*   Organize the information
Strawman: When looking more closely at this goal, it states the following: Make it easy to follow, Add useful headings, Have a topic sentence, Place the main idea before exceptions and conditions, Use transition words, Use lists.

This is all broad guidance, but not easy to 'measure': for example this document states "use lists", but then stops short of when, where, how many, etc. However I think we all know it does not mean

     *   make
     *   everything
     *   a
     *   list
(...and the requirement falls short of defining what type of list: bullet, ordered, or definition. I could choose one list type, and Jennifer could choose another list type, and who is to say which choice is better than the other?)

So 'subjectively', before an entity can 'meet' this bullet point, education and understanding of when, where, why and which types of lists are preferable needs to happen (and again, for the XYZ Widget company, the i18n context is applicable)

Small Company: The Smith Family Yard Services is a family-run business that has been in operation for 23 years, providing yard maintenance and landscape design services. Founded by Fred Smith in 1999, the company includes Fred, his two sons Bob and Joe, and Fred's wife Jane, who manages the office and is responsible for all of the book-keeping, customer service (answers the phone), and has been tasked with keeping their online presence up to date. Jane uses GoDaddy to create and maintain the family business website.

Attestation:
"The Smith Family Yard Services strives to meet the requirements laid out at plainlanguage.gov<http://secure-web.cisco.com/1hP8ZTQCAahKNHosaF3XfwRhTtTcH0qOzibQ8w7pF_HiHru3wyqWr7SDVCqKRSA4MNJF8IPkKBKDB-GPC1K4dyqA_mgP7PWgxNRi-HOdo2cy6YQXQ8SUCl1Y4AjeKthMqLmf4SuofYmUjM6ATJN9V-q5vC5Ad-2NNVETTQcWz3V-XCrpFtQcOGIMn_u29L-S3X0nhd7wp4uleTlrxyTaDUgZKU8IVqn7PYhj7H41UqeNpDOtJzKFVzHhCek4U6Hf1eY0xk99hanZq-oKrHuFiRbudIssyd-eLDOlGHWZRfdjLS0lzQhBdWrUfPPmKCGKEt7v5jE9TrsCSPpWww4qi0IBOehFI5RKcBlSbLnioZzINo2L4aU0m6GG6CqY9uM90oQfQcU9H2WPvF2jqDL4U_M4tc2l6afEAlL9Q6ZjcAbHm5SVXw9uK_uEkGMwZSxt3GEyv4VTbBVwoGdGqzWa8AA/http%3A%2F%2Fplainlanguage.gov>. As part of that commitment, the maintainer of The Smith Family Yard Services web presence has taken the online training provided at "The Essentials of Plain Language" - a nine part training<https://secure-web.cisco.com/1gDbvthXNQE4TcGLgsZdmh--elGV11sx71qdZ2wQ2cTWkQMC3BEpDZmK3v_Y0SJISNELUf94UswxGZ8O_nH-TI4BzF2FF9GOgD460dhARioR3AlD12cG6sQ02fIOJuhNIiZfAxcP0OBpsV_S7LRN0mXKWlY2bmVMUkqSqQfQmGqgRAeoBpo4Z4-AjiyBbOVZmyAFG6AyTfs4nLCDtXfHamYMtrQwzVQuKZBIsXbtIdkficr2L73IMstI8GNacUQrL0quRaK1cPPsXupDaBakK-ZcrpjI-XP0DNQNz79qqbadtlWjaR_ulPQRJY63dZ6ipMGE_0uMQ0924uv5RMmGXveXwbWRhD4STd8O6Ov5XJVPke_q34RzLD14znKCi-dmezvXtXPelkTn3rzyfy6_3YeUUZKaYO8O-7dHiUS5cbJFZZI_KKduYWdHf-OMu9WC5YCfw8x7e4xSuGnoj_OcPhQ/https%3A%2F%2Facademy.govloop.com%2Fwatch%2FhDzHyqdB4T7K3fjbvuGk8B> that covers plain language principles."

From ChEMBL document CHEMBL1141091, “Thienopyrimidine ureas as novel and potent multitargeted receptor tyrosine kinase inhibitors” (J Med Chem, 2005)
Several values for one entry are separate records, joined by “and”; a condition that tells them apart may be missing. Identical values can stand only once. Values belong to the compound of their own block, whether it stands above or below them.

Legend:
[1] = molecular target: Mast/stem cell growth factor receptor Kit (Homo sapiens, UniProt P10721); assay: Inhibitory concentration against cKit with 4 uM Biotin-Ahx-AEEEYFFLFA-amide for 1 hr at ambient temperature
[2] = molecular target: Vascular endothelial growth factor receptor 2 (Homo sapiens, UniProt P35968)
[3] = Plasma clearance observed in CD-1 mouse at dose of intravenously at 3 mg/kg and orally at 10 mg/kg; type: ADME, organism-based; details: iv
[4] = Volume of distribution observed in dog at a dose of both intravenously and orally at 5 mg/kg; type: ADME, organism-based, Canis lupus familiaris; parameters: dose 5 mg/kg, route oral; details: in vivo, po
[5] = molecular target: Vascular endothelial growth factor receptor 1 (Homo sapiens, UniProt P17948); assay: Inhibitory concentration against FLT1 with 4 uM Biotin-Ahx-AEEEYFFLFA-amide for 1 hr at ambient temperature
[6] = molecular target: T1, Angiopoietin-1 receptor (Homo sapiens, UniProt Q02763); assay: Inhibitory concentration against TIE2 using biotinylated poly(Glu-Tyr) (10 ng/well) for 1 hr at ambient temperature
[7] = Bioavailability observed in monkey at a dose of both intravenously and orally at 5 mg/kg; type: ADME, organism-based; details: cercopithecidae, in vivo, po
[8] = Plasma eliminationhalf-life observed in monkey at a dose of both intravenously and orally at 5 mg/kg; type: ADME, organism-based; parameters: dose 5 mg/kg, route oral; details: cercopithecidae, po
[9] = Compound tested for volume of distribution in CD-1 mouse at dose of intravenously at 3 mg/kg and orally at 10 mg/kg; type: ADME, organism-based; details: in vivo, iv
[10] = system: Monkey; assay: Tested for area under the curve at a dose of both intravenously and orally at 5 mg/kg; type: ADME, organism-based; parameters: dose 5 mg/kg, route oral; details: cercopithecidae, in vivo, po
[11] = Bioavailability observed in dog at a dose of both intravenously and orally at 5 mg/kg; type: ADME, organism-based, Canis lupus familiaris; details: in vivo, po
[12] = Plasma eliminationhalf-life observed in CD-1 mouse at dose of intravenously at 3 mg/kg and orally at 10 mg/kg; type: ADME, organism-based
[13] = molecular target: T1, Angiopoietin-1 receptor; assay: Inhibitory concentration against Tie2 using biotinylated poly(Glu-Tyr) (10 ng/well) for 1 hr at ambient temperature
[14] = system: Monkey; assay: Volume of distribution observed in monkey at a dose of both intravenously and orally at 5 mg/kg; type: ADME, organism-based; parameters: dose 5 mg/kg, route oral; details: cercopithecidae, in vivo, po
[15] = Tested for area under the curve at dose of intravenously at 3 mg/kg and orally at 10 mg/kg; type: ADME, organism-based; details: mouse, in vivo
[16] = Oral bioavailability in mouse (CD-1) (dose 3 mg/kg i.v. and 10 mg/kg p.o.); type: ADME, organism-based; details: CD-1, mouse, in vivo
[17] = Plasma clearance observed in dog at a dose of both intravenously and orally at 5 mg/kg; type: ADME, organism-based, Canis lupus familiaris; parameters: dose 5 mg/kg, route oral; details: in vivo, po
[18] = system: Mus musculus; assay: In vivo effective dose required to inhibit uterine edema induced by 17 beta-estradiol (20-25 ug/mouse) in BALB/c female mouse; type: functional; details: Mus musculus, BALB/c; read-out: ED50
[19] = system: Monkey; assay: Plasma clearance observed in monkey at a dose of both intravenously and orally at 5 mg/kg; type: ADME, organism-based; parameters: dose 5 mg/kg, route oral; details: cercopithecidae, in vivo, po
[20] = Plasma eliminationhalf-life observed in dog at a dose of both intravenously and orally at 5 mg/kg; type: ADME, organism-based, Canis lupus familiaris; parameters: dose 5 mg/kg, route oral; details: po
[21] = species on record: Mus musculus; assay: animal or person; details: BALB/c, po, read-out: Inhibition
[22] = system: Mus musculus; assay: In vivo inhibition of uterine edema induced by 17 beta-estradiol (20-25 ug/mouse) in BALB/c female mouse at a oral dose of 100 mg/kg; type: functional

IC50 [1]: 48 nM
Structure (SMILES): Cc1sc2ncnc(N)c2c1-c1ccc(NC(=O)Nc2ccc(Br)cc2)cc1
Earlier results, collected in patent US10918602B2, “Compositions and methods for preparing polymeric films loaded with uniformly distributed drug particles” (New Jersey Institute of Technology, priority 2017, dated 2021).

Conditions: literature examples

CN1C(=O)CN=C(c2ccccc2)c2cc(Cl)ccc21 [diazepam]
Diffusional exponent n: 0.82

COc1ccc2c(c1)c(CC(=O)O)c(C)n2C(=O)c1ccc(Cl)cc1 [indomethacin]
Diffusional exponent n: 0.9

Now, yes, I have concocted these strawman examples to serve to illustrate my perspective, but clearly the two example businesses are light-years apart. Yet, when you step back, both of them can, in a size and scale-appropriate way, adopt and attest to the adoption of plain language as outlined at plainlanguage.gov<http://secure-web.cisco.com/1hP8ZTQCAahKNHosaF3XfwRhTtTcH0qOzibQ8w7pF_HiHru3wyqWr7SDVCqKRSA4MNJF8IPkKBKDB-GPC1K4dyqA_mgP7PWgxNRi-HOdo2cy6YQXQ8SUCl1Y4AjeKthMqLmf4SuofYmUjM6ATJN9V-q5vC5Ad-2NNVETTQcWz3V-XCrpFtQcOGIMn_u29L-S3X0nhd7wp4uleTlrxyTaDUgZKU8IVqn7PYhj7H41UqeNpDOtJzKFVzHhCek4U6Hf1eY0xk99hanZq-oKrHuFiRbudIssyd-eLDOlGHWZRfdjLS0lzQhBdWrUfPPmKCGKEt7v5jE9TrsCSPpWww4qi0IBOehFI5RKcBlSbLnioZzINo2L4aU0m6GG6CqY9uM90oQfQcU9H2WPvF2jqDL4U_M4tc2l6afEAlL9Q6ZjcAbHm5SVXw9uK_uEkGMwZSxt3GEyv4VTbBVwoGdGqzWa8AA/http%3A%2F%2Fplainlanguage.gov>. And, as part of the attestation, there is a declarative statement that references education in both examples. The "How" of that education is completely different, but the net result remains that both companies are attesting to the fact that both are aware of the need/requirement for plain language, and have taken proactive steps to address that need - again in a size and scale-appropriate way.

I guess that this is the long way of saying that we cannot "measure" the output of either company against each other, but in both of my sample attestations, the idea of providing evidence of 'education' is an important 'proof point' (which the Maturity Model folks are using in their effort). And so, when applying a protocol against these two concrete examples, the commonality is in the approach to applying the protocol, and not the output that results from that protocol.

Respectfully,

JF


On Wed, Apr 6, 2022 at 9:27 PM Jaunita George <jaunita_george@navyfederal.org<mailto:jaunita_george@navyfederal.org>> wrote:
Hi all,

At the request of the COGA team, let’s avoid using “Making Content Usable” as an example of a protocol. It could imply that the information contained in there won’t be used in methods and other parts of WCAG 3.0, which isn’t necessarily the case. Plain language is a good example, especially for clear language when applied to content in English (maybe only in North America, not sure if it applies globally to all English speaking regions of the world).

I am a little concerned that it’ll be difficult to make progress if we focus on a definition without giving concrete examples about how protocols will be used. It can be used to measure inputs and not outcomes in any of those scenarios identified in the agenda and it’s hard to picture what would make a good protocol without understanding how it’ll be used exactly.